Impact of an aging population in the world and the United States
The world population is aging and people are living longer lives than expected. The population rate of people 65 years older is estimated to be at its highest by 2030. The increase in the rate of older people in societies is an implication of effective healthcare, economic development as well as the ability of nations to give older populations better care. This also means that there other implications for such an occurrence. Governments must be prepared to revaluate the way they approach care for the old. This is because such care is having an impact on the economic as well as social resources of a country. As such there is need for a change in social security policies such as retirement age and pension’s schemes. Social insurance expenditure has also ballooned to the extent that it exerts a very big economic pressure to modern governments. Economic experts are warning that the current social security systems are not sustainable in the long run. It means that government must put systems in place that encourage the younger generations to stars preparing for old age to ease pressures on social security systems. Furthermore with reducing birth rates as well as death rates of the aged it means that the global population of the aged will soon outstrip the population of those below five years of age. Countries economic productivity will be hit as the productivity will be affected as the population of those who are not economically productive (the young and the old) increase creating pressure on the middle aged (Suzman, Dobriansky and Hodes, 2007).
The need for exemplary care for older adults
The need for exemplary care for older adults presents peculiar healthcare challenges. Global health standards have improved to an extent that communicable illnesses are now under control. However, the prevalence of non-communicable illnesses is rising to an extent that these diseases are the newest health challenges especially for people above 65 years. Non-communicable diseases such as cancer and diabetes are increasingly becoming common amongst the aging population. These illnesses become an unbearable weight on two fronts: they impose huge cost on the patient as well as their dependents and also lead to very high levels of disability to patients. The need for better care for the aging population is needed because some of them had not saved enough to help cater for the cost. Despite communicable diseases being under control they still need a lot of resource to manage (Suzman, Dobriansky and Hodes, 2007). As such government need to plan as a matter of urgency on providing better health care to aging generations to avoid creating an extra healthcare burden to the economy.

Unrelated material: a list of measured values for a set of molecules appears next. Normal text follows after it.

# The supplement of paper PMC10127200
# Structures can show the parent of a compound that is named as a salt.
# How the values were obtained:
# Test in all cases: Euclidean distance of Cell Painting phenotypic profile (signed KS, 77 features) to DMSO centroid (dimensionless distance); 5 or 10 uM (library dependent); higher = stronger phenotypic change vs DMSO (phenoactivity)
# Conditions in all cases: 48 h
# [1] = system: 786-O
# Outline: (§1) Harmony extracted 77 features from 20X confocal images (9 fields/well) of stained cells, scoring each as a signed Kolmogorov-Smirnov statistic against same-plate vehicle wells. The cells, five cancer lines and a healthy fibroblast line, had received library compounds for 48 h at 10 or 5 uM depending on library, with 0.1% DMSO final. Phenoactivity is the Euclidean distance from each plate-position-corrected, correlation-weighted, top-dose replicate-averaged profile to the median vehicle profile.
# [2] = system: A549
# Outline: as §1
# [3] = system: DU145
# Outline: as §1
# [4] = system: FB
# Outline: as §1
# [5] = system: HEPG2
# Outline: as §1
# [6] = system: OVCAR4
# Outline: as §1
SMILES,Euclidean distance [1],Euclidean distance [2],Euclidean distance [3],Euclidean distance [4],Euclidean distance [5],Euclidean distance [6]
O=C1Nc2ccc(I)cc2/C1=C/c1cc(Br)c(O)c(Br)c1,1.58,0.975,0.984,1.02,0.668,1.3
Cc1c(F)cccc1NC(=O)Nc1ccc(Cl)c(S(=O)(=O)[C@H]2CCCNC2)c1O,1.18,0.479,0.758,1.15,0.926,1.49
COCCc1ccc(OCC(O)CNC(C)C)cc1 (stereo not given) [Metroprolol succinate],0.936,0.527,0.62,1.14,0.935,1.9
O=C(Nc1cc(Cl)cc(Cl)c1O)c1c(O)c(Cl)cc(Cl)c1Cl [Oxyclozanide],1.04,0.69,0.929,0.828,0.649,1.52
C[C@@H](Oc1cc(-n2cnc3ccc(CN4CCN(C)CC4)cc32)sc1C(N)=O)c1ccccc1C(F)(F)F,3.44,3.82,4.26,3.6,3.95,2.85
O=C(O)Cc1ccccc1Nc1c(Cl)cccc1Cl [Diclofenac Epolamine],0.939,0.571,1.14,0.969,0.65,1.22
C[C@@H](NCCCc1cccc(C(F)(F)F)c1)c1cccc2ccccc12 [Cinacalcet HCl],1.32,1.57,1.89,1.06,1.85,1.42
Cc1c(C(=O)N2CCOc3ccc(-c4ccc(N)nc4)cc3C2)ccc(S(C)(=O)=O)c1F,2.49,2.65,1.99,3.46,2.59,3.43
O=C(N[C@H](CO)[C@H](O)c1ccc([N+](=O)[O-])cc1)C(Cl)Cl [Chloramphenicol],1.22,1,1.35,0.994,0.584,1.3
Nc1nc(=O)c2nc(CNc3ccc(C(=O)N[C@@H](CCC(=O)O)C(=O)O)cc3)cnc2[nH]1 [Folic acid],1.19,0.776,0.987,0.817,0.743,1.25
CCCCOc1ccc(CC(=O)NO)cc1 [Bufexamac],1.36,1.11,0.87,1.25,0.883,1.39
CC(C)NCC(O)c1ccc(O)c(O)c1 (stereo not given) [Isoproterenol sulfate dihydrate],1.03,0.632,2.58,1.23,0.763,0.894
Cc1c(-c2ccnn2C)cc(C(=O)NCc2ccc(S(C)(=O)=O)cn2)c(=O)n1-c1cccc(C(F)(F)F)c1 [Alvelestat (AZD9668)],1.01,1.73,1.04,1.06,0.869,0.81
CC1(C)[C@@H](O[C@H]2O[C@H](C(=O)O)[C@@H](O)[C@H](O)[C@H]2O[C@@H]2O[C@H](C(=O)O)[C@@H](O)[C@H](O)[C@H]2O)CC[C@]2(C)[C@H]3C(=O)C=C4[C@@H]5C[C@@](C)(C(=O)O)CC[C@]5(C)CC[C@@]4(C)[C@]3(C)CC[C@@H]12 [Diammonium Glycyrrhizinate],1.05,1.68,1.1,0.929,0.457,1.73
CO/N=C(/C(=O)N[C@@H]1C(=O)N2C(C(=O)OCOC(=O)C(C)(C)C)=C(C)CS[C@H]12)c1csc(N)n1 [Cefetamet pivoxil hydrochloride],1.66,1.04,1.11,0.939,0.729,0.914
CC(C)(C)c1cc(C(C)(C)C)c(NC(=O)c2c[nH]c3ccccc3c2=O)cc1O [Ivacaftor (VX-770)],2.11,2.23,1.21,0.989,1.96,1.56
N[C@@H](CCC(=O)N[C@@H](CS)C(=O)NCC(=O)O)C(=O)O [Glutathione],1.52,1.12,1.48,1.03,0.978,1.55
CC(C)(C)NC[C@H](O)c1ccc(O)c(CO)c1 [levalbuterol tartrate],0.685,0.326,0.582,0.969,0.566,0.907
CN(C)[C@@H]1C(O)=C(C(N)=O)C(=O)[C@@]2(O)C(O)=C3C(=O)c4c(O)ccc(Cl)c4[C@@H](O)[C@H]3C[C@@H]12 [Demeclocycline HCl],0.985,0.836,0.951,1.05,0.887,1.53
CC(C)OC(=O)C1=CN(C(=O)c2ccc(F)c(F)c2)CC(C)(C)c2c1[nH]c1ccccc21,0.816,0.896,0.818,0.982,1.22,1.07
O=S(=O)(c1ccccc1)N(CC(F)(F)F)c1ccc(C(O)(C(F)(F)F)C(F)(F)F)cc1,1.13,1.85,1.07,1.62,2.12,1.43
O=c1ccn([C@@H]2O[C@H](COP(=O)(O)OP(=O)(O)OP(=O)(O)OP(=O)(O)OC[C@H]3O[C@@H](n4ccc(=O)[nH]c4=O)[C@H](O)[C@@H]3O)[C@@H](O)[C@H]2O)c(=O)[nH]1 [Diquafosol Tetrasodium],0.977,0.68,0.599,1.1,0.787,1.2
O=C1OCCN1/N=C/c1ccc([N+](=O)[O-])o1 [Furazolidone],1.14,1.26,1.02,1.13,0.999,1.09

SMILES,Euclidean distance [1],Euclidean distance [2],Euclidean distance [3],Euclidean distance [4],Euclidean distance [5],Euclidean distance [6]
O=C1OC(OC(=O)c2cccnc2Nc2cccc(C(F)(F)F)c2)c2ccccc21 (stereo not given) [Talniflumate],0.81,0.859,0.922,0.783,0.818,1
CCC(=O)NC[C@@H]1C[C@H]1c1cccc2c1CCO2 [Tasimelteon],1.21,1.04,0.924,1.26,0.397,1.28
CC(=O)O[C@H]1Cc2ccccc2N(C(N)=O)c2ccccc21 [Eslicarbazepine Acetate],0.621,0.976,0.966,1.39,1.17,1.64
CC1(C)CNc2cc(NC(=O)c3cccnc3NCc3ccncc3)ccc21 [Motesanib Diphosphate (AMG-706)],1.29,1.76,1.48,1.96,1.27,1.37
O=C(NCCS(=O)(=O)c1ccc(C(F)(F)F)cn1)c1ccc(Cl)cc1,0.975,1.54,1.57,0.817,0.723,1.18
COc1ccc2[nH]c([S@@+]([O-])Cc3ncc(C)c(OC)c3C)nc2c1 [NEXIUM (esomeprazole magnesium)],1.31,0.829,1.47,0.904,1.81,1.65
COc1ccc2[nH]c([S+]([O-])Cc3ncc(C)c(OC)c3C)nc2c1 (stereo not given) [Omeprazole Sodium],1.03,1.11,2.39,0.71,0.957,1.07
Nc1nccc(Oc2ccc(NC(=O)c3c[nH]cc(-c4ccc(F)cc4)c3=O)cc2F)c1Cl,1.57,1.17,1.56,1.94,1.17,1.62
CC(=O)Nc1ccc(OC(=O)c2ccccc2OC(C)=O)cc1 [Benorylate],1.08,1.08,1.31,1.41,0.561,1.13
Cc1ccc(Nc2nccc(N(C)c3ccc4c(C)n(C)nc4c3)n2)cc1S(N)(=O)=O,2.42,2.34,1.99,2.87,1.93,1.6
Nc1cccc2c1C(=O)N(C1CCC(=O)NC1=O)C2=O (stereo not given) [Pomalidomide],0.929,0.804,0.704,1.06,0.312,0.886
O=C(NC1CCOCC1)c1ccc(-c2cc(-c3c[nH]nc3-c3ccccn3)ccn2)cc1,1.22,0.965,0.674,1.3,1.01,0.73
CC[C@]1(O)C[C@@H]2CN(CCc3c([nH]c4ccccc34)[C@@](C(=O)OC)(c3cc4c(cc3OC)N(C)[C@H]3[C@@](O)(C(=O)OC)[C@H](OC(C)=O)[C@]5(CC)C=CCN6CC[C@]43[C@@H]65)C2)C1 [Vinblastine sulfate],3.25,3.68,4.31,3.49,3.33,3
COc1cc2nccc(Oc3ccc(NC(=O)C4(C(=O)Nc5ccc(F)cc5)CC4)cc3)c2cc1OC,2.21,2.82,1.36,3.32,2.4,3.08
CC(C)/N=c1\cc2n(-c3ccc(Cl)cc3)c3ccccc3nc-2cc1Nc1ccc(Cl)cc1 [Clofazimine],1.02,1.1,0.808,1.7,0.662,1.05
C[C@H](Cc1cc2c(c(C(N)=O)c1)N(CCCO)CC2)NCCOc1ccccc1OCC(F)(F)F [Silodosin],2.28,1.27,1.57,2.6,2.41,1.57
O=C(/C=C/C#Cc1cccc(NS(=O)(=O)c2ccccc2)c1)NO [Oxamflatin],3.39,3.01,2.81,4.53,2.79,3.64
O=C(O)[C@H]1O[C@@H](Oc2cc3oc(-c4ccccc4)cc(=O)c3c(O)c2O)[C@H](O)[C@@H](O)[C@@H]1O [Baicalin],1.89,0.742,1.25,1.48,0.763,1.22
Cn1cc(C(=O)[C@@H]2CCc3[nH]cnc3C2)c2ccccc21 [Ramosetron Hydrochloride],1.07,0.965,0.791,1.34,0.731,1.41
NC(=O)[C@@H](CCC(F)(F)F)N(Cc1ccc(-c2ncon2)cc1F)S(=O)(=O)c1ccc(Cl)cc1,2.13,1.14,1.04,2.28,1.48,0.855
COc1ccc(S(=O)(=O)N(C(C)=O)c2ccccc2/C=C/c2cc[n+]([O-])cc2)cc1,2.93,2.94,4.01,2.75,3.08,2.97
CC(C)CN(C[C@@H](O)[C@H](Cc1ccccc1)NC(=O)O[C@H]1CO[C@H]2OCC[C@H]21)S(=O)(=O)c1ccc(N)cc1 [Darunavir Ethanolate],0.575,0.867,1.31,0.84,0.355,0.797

Role of the professional nurse in providing exemplary care for older adults
Due to the complex nature of the illnesses of the old and the intense care they need, nurses play a very crucial role in providing of exemplary services. Nurses who are intended to take care of the elderly are trained in geriatrics. It has been noted that geriatrics nurses offer best care to the elderly as compared to ordinary nurse. Geriatrics nurses give preventive-care to help the aging patient prevent attacks of illnesses. Nurses also assist the elderly in control of chronic illnesses and sometime help the elderly by counseling to prepare for the eventuality of death. Geriatric nurse are also used to help the elderly manage chronic illnesses such as cancer, and diabetes so as to reduce the number of repeated hospitalizations for these elderly patients. Geriatrics nurses are also trained on how to recognize symptoms and restraining them from developing to fully ledged medical condition. These nurse are able to notice delirium in elderly patients early enough and administer the necessary medication in time as such making such medication more effective (Stierle et al, 2006).
Stierle, L. et al. (2006). Professional Development: The Nurse Competence in Aging Initiative: Encouraging expertise in the care of older adults. American Journal of Nursing, 106 (9). Web.
Suzman, R., Dobriansky, D., & Hodes, R. (2007). Why Population Aging Matters: A Global Perspective. Web.